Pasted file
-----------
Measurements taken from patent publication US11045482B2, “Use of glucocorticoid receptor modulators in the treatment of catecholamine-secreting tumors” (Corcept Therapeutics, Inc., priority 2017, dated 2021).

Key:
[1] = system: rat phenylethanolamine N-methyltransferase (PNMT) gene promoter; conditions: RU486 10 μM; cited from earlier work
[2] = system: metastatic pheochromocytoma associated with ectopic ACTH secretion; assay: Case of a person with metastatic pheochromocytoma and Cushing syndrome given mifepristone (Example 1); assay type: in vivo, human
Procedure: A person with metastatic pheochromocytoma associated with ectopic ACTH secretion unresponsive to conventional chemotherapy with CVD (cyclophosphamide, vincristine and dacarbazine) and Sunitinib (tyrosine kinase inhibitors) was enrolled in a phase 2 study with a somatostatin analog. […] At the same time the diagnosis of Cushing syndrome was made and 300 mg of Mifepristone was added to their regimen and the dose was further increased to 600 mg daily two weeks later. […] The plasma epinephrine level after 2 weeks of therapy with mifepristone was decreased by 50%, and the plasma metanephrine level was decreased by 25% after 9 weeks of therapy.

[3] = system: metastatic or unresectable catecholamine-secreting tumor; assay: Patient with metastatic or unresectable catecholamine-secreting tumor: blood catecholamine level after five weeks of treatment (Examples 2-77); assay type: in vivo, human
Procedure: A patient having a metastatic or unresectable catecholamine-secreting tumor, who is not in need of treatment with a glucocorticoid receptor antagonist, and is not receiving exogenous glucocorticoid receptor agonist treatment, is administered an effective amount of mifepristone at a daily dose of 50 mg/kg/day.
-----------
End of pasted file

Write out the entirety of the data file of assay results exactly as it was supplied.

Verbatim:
Measurements taken from patent publication US11045482B2, “Use of glucocorticoid receptor modulators in the treatment of catecholamine-secreting tumors” (Corcept Therapeutics, Inc., priority 2017, dated 2021).

Key:
[1] = system: rat phenylethanolamine N-methyltransferase (PNMT) gene promoter; conditions: RU486 10 μM; cited from earlier work
[2] = system: metastatic pheochromocytoma associated with ectopic ACTH secretion; assay: Case of a person with metastatic pheochromocytoma and Cushing syndrome given mifepristone (Example 1); assay type: in vivo, human
Procedure: A person with metastatic pheochromocytoma associated with ectopic ACTH secretion unresponsive to conventional chemotherapy with CVD (cyclophosphamide, vincristine and dacarbazine) and Sunitinib (tyrosine kinase inhibitors) was enrolled in a phase 2 study with a somatostatin analog. […] At the same time the diagnosis of Cushing syndrome was made and 300 mg of Mifepristone was added to their regimen and the dose was further increased to 600 mg daily two weeks later. […] The plasma epinephrine level after 2 weeks of therapy with mifepristone was decreased by 50%, and the plasma metanephrine level was decreased by 25% after 9 weeks of therapy.

[3] = system: metastatic or unresectable catecholamine-secreting tumor; assay: Patient with metastatic or unresectable catecholamine-secreting tumor: blood catecholamine level after five weeks of treatment (Examples 2-77); assay type: in vivo, human
Procedure: A patient having a metastatic or unresectable catecholamine-secreting tumor, who is not in need of treatment with a glucocorticoid receptor antagonist, and is not receiving exogenous glucocorticoid receptor agonist treatment, is administered an effective amount of mifepristone at a daily dose of 50 mg/kg/day.